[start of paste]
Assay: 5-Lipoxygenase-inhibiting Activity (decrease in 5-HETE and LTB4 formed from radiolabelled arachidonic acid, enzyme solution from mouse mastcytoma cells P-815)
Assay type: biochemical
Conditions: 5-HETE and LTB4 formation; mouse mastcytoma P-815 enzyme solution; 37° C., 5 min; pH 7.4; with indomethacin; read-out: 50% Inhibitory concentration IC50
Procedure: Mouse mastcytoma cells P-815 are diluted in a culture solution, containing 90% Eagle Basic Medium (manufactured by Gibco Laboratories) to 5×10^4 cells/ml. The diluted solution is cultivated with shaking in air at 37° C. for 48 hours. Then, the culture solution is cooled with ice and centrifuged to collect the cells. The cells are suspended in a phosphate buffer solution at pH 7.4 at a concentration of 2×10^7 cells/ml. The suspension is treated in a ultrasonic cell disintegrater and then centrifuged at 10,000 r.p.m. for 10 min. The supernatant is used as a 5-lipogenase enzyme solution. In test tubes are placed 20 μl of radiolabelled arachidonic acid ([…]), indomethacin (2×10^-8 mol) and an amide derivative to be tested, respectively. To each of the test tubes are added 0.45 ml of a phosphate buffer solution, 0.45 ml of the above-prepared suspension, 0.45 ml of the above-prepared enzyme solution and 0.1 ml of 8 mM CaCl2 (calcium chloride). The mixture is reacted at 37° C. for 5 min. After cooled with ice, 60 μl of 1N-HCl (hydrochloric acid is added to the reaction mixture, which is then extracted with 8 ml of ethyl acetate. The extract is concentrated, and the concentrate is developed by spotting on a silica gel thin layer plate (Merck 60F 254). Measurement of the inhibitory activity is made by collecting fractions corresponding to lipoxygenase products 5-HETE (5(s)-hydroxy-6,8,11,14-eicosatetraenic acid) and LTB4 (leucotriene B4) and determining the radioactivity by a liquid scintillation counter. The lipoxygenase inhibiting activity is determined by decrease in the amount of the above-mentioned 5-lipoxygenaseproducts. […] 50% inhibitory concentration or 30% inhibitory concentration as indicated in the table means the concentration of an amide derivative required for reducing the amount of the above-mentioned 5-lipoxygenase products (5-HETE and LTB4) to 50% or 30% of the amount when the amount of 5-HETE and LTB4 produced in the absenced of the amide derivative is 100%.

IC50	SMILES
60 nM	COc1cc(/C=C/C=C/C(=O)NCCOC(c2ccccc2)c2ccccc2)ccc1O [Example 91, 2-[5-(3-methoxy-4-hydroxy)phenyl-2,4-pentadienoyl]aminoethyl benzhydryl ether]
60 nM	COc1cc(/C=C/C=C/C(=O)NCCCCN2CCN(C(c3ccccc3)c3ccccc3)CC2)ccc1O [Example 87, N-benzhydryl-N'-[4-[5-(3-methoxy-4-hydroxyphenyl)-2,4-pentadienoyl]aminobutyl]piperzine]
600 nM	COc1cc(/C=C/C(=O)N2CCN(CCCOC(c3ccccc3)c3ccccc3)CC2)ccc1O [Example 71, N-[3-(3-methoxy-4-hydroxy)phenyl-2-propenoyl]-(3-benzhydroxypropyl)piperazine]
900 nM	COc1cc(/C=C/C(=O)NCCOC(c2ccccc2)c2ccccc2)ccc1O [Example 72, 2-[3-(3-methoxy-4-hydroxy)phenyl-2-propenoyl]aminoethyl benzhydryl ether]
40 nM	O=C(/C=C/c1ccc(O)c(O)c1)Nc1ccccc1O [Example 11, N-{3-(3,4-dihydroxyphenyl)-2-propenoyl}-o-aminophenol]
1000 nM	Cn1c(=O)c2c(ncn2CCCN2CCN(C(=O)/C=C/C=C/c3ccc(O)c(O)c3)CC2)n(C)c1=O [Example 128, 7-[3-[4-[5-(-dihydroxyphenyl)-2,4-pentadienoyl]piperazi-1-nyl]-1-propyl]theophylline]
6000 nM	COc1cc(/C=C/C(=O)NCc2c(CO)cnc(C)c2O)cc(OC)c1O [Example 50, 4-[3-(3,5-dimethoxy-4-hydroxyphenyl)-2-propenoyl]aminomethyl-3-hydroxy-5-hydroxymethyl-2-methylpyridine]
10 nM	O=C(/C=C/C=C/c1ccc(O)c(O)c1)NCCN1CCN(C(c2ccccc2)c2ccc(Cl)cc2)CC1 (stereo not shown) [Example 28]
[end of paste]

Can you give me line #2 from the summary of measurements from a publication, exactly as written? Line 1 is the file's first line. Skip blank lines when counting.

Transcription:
Assay type: biochemical